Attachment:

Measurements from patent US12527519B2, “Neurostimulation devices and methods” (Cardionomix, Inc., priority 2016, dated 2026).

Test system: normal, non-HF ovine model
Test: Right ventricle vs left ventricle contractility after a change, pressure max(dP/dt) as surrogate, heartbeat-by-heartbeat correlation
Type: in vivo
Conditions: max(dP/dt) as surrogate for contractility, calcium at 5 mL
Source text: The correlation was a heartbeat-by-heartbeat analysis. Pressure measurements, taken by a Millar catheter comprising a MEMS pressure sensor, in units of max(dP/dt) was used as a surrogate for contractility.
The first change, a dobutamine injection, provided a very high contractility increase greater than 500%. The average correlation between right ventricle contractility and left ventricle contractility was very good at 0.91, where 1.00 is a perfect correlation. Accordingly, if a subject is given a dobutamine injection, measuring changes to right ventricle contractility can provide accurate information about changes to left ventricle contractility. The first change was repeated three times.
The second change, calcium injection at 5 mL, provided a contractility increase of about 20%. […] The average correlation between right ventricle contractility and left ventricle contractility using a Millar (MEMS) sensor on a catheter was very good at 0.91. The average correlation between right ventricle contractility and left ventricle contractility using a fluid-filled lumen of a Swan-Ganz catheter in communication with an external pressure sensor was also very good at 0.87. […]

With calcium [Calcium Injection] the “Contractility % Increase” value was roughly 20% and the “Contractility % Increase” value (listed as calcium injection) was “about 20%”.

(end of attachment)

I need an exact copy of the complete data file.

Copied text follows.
Measurements from patent US12527519B2, “Neurostimulation devices and methods” (Cardionomix, Inc., priority 2016, dated 2026).

Test system: normal, non-HF ovine model
Test: Right ventricle vs left ventricle contractility after a change, pressure max(dP/dt) as surrogate, heartbeat-by-heartbeat correlation
Type: in vivo
Conditions: max(dP/dt) as surrogate for contractility, calcium at 5 mL
Source text: The correlation was a heartbeat-by-heartbeat analysis. Pressure measurements, taken by a Millar catheter comprising a MEMS pressure sensor, in units of max(dP/dt) was used as a surrogate for contractility.
The first change, a dobutamine injection, provided a very high contractility increase greater than 500%. The average correlation between right ventricle contractility and left ventricle contractility was very good at 0.91, where 1.00 is a perfect correlation. Accordingly, if a subject is given a dobutamine injection, measuring changes to right ventricle contractility can provide accurate information about changes to left ventricle contractility. The first change was repeated three times.
The second change, calcium injection at 5 mL, provided a contractility increase of about 20%. […] The average correlation between right ventricle contractility and left ventricle contractility using a Millar (MEMS) sensor on a catheter was very good at 0.91. The average correlation between right ventricle contractility and left ventricle contractility using a fluid-filled lumen of a Swan-Ganz catheter in communication with an external pressure sensor was also very good at 0.87. […]

With calcium [Calcium Injection] the “Contractility % Increase” value was roughly 20% and the “Contractility % Increase” value (listed as calcium injection) was “about 20%”.